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Johann Sebastian BACH (1685-1750)
Goldberg Variations BWV 988 (1741)
Andrea Bacchetti (piano)
rec. Villa Trissoni-Marzotto (Vicenza), Italy, 2006 (DVD) and Teatro Chiabrera, Savona, 17 January 2007 (CD)
Picture Format: NTSC 16:9 performance, 4:3 documentary
Sound Format: PCM Stereo Dolby Digital 5.1
Region Code: 0
ARTHAUS MUSIK 101 447 [DVD: 106:00 + CD: 77:30]

 


With two different recordings of the wonderful Goldberg Variations played by Andrea Bacchetti in this package, this is something about which all Bach and piano fans can get a little excited.

Everyone should know the story of how Count von Keyserling; a sufferer from insomnia, requested Bach to compose him some music to relieve some of those long wakeful nocturnal hours. The work is supposedly named after Johann Gottlieb Goldberg, who may have been the first performer. Fourth in a series Bach called Clavier-Übung, the Aria mit verschiedenen Veränderungen was originally written for a two manual harpsichord, specified clearly by the composer as Vors Clavicimbal mit 2 Manualen. The choice of piano for their performance is of course now a common one, and Bacchetti rightly points out the expressive potential of the modern concert grand – and that the music of J.S. Bach is in fact pretty much the only kind of music you can play on any instrument.

Andrea Bacchetti is pictured on the cover of this release looking bonily handsome. With his typically thick glasses, quick, high voice and a genuine sense of intellectual and intuitional intensity the austere or languid impression of the picture is immediately dispelled in the documentary. Bacchetti’s introduction is given in Italian, with a variety of subtitles available. This short 10 minute film is just enough to give some footage of the pianist trying different pianos, and giving his background and feelings on the music. Say, ‘Goldberg Variations’ and ‘piano’ in one sentence, and that sentence must regularly be completed by the name Glenn Gould. Indeed, Bacchetti’s introduction to this music came when as a teenager he heard the classic 1955 Gould recording. Playing this new CD to my accompanist Johan the piano on the way to a gig recently, and the first dry comment he made was “I miss hearing someone singing along …” Bacchetti’s interpretations of the variations, while having a few points of contact, are however clearly the result of a great deal of individual thought. These recordings therefore supplement and enrich not only those of Gould, but also those of great artists such as the elegantly sophisticated Murray Perahia (Sony), warmly expressive Andras Schiff (Decca or ECM), and more analytical Angela Hewitt (Hyperion) and others.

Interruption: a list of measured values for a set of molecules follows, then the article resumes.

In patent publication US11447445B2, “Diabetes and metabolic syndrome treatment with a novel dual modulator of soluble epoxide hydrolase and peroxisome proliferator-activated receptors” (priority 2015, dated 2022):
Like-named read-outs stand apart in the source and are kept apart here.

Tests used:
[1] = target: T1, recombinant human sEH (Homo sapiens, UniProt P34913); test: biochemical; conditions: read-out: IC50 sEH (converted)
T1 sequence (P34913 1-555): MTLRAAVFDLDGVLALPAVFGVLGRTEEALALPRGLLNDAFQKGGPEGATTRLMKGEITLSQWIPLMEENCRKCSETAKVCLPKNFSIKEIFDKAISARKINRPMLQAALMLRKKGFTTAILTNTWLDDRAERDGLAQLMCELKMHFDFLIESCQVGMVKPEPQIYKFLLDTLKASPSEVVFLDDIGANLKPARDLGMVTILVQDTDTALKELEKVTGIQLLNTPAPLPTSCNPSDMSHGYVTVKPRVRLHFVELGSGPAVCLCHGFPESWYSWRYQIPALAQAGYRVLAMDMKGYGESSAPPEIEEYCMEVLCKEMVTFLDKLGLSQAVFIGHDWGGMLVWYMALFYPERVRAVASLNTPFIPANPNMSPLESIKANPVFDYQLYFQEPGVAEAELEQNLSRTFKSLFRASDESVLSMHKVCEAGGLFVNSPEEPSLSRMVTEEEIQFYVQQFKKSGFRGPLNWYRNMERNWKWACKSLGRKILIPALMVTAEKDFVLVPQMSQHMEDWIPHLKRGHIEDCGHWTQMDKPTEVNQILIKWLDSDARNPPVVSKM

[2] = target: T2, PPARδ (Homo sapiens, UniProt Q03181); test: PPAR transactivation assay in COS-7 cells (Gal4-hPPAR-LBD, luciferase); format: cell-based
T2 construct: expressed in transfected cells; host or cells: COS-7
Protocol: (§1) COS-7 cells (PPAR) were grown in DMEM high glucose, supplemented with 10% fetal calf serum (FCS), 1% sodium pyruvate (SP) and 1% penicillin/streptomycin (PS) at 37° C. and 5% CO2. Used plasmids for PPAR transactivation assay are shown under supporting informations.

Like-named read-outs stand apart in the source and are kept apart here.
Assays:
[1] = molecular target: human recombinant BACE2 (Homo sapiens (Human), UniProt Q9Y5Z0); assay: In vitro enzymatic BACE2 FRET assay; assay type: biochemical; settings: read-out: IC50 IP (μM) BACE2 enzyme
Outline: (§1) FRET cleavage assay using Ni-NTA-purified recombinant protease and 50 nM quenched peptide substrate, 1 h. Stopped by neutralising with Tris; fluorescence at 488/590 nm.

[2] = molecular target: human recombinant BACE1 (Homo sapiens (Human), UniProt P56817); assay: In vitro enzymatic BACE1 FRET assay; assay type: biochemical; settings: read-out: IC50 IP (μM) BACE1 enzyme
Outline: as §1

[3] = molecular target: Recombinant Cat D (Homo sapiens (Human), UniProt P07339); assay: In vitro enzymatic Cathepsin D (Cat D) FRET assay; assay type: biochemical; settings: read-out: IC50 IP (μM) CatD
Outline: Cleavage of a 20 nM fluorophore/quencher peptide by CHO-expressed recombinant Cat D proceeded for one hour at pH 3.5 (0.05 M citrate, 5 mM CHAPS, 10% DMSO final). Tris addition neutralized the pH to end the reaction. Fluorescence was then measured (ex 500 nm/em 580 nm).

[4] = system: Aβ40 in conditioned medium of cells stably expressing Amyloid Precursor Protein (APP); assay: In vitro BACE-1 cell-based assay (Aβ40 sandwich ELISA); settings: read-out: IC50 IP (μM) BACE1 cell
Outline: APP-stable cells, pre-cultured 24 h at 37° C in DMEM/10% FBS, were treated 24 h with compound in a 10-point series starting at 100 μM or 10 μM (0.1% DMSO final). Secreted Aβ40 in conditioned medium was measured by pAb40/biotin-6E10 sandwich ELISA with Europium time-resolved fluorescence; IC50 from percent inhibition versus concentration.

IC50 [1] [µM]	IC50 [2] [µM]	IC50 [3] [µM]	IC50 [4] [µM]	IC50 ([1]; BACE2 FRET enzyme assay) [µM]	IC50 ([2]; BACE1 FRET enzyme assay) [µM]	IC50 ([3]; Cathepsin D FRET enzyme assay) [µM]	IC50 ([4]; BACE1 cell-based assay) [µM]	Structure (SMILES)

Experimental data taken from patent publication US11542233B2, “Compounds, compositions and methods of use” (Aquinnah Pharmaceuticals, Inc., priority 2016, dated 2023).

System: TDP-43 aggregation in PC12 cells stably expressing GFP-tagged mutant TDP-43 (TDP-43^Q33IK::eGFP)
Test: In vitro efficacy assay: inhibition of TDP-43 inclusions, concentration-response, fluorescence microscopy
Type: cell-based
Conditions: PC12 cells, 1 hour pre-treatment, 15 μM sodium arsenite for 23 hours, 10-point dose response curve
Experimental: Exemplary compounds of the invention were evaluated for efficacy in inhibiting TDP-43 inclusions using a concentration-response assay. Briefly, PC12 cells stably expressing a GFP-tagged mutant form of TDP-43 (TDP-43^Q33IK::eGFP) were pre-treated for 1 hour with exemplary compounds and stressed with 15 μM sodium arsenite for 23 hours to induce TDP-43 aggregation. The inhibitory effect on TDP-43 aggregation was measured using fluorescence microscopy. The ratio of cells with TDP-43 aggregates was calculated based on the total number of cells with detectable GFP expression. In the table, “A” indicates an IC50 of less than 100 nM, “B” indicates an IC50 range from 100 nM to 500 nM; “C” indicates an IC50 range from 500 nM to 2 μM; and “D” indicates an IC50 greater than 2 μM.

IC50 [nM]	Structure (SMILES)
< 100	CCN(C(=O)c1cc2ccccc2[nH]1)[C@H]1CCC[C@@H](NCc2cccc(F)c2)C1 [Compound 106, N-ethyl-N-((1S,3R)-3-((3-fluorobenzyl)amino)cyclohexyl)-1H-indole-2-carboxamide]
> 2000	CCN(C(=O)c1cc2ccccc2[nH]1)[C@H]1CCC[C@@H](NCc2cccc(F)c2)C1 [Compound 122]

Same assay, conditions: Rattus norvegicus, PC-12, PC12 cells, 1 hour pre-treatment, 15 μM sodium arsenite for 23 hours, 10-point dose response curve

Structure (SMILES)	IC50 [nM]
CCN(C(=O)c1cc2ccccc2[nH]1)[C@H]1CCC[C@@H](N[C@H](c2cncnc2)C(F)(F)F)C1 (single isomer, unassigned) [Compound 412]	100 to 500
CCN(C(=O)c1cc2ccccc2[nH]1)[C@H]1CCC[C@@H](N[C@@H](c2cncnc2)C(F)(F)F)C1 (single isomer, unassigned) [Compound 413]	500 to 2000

The aforementioned expressive qualities of the piano usually make for a degree of slowness and the lyrical drawing out of lines, but I don’t find Bacchetti’s tempi mannered or overdone. The arguments over harpsichord versus piano aside, the most contentious aspect of Bacchetti’s performing is probably that of ornamentation. There is quite a good deal of playful improvisation going on – sometimes to the extent that you might be fooled into thinking he might be playing something by Couperin or Rameau in some of the slower variations. You might love or hate this, and I’m not going to attempt to be an arbiter on taste with this aspect of these Goldbergs. All I would say is give it time to sink in, to grow on you. Yes, there is a certain amount of distortion of the melodic lines here and there, some small adaptations of the rhythmic pace when the decorations threaten to take over, and the way the simple folk melodies in the final Quodlibet appear make for rather a busy climax. If you are anything like me you will probably start by thinking ‘oooh, not too sure about this…’ Before long you should find you stop even noticing the little trills and runs, and find the musical narrative unfolds for you like a beautifully told story or the rich tapestry of a journey seen though the eyes of another, in just the way I feel it should, in fact.